How the industry is fighting back against a rising minimum wage

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The call to increase minimum wage is ringing louder and louder across the country. Los Angeles will raise the rate to $15 per hour by 2020, and Chicago will increase the hourly pay to $13 by 2019. New York state will raise its minimum pay to $15 for quick-service-chain workers in New York City by late 2018 and in other parts of the state by 2021. Governor Andrew Cuomo promised all restaurant workers he will bring them up to $15 an hour, too, along with all hourlies, but needs the state legislature to go along.

Just days after Cuomo announced his intent to push an across-the-board increase into law, Berkeley, Calif., challenged its minimum pay rate. The city is eyeing a labor panel’s recommendation to hike the lowest pay to $19 an hour, but an outcry prompted a delay in the vote until November.

A $19 wage would be the highest in the nation and would mark the first time a major American city redefined a “living wage” above $15 an hour. Additionally, Berkeley’s Commission on Labor urged Mayor Tom Bates and the City Council to regulate service charges levied by restaurants as a replacement for tips and to require all employers to provide paid sick leave.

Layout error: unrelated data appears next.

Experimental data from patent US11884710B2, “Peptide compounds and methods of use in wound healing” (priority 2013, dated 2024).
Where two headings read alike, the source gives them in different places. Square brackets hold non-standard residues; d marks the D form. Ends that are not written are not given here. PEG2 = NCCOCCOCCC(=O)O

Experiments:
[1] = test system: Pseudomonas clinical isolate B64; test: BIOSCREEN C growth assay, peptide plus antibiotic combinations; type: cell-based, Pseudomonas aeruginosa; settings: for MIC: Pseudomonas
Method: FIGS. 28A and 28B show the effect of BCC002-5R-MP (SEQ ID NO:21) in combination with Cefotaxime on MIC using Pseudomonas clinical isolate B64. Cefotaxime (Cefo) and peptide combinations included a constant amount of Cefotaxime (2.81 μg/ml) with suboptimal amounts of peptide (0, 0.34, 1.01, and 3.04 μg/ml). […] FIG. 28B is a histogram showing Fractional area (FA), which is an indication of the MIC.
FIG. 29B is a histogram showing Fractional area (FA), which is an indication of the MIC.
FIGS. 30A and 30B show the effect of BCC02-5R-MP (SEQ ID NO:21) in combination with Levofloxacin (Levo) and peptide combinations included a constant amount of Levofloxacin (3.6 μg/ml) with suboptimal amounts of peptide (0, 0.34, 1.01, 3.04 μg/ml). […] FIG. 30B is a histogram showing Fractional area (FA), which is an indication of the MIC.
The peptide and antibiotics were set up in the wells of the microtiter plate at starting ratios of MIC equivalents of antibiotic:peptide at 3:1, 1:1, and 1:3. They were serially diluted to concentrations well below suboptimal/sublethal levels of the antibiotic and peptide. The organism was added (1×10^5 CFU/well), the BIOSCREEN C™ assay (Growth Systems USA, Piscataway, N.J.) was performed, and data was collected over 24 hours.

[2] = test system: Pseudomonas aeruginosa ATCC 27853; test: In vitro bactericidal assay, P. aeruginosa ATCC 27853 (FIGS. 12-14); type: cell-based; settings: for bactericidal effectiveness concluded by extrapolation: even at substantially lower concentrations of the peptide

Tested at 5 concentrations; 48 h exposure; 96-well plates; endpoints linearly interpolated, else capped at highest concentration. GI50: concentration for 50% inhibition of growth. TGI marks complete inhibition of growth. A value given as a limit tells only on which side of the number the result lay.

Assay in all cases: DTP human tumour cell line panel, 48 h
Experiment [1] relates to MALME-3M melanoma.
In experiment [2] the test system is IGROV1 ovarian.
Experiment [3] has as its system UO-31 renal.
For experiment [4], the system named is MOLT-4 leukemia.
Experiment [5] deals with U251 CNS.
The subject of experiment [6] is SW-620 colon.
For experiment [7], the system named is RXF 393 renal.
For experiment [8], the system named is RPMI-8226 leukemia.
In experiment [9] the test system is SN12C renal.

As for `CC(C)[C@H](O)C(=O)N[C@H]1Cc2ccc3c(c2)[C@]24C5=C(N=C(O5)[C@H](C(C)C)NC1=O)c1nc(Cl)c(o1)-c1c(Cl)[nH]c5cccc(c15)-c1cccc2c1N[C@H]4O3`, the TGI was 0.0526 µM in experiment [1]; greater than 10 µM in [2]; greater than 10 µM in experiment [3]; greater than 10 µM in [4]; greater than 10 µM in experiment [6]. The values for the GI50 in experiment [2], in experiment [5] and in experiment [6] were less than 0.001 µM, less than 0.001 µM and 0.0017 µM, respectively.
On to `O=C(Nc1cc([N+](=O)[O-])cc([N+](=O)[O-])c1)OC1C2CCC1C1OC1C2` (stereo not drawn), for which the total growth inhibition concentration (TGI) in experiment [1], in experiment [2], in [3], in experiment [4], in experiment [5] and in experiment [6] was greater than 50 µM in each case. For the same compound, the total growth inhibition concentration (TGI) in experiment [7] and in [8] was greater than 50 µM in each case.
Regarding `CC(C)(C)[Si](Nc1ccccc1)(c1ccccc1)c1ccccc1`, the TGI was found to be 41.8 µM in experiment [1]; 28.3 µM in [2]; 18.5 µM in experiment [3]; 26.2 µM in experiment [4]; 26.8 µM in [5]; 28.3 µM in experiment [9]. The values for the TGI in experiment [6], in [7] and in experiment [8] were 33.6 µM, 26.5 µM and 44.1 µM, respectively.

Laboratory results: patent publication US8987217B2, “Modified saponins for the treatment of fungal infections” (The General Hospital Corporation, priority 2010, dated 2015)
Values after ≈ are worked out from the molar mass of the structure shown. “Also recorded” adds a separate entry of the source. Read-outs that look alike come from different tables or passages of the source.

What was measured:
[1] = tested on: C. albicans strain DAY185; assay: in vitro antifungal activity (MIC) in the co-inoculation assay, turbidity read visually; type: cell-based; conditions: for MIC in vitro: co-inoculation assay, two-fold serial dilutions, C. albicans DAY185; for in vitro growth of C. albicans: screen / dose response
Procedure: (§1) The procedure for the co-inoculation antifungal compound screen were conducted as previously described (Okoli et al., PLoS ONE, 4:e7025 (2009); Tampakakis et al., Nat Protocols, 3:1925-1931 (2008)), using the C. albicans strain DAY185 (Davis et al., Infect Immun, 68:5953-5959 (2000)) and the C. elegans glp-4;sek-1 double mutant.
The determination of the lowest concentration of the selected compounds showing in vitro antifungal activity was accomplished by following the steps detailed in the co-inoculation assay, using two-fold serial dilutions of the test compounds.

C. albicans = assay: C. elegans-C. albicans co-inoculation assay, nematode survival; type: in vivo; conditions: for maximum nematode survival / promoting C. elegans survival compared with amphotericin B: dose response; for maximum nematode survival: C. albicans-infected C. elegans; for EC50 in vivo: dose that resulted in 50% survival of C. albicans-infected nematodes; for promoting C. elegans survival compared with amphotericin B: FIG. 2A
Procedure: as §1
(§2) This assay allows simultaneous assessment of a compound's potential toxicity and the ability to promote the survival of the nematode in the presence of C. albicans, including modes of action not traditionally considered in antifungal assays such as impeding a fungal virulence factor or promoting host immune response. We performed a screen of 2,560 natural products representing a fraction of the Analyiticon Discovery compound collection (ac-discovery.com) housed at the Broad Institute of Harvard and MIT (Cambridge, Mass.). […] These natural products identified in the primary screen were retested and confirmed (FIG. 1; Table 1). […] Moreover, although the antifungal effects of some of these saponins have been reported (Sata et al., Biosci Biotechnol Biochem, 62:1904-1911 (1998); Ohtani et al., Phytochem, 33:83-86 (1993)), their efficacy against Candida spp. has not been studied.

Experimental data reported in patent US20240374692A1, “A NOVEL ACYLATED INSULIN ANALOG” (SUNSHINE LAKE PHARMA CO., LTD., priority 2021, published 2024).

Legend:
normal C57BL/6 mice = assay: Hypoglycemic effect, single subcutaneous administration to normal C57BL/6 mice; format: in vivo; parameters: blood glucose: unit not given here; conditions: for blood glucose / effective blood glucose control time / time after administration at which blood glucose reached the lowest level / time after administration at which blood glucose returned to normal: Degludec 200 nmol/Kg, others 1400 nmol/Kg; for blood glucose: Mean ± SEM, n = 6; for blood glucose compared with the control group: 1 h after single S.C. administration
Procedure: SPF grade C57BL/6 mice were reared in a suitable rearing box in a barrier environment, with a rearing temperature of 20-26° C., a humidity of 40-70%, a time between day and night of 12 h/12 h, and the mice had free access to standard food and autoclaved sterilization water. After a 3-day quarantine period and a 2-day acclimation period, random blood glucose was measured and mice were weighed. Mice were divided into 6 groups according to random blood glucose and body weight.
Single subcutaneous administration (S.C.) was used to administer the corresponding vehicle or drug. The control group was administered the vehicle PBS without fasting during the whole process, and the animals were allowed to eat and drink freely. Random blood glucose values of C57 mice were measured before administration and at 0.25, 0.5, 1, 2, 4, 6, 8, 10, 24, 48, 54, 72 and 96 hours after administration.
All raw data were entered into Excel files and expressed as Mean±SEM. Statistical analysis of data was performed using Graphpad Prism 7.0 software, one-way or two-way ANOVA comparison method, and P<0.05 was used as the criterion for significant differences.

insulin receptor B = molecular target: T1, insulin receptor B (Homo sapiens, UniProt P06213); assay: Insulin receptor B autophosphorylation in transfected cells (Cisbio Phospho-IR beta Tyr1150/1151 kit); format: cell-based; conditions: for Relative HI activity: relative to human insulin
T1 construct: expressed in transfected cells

In many of these jurisdictions, the restaurant industry doesn’t plan to just accept the boost. Even before Cuomo pledged a statewide hike, a restaurant alliance that includes the National Restaurant Association hired Randy Mastro, a former deputy mayor of New York City, to lead the legal challenge of the governor’s unconventional route to raising QSR employee wages.

Outside of the courtroom, pro-restaurant lobbyist and labor lawyer Rick Berman is turning to guerrilla tactics. His Center for Consumer Freedom commissioned a billboard for New York City’s Times Square that plays to a negative public impression of fast-food workers, an image the industry has struggled to improve. The ad blasts Cuomo’s planned hike as a giveaway to slackers who have neither the education nor the skill to command $15 an hour. While Cuomo’s camp dismissed it, New York’s ABC News10 wrote that the ad “[showcases] the unfairness and unintended consequences of the dramatic fast food wage hike that Cuomo’s wage board recommended last month.”

Arguments of resulting layoffs and closures by restaurants have been the standard retort. According to a poll of quick-service operators in New York state by the Employment Policies Institute, 22 percent said a $15 minimum would force them to shut their doors and nearly half said they’d be forced to cut employee hours.

At least one operator is talking specifics. Wendy’s CFO Todd Penegor said in its earnings call in August that it will use machines for the jobs once done by now-too-expensive people. “We continue to look at initiatives and how we work to offset any impacts of future wage inflation through technology initiatives, whether that’s customer self-order kiosks, whether that’s automating more in the back of house in the restaurant,” he said. 


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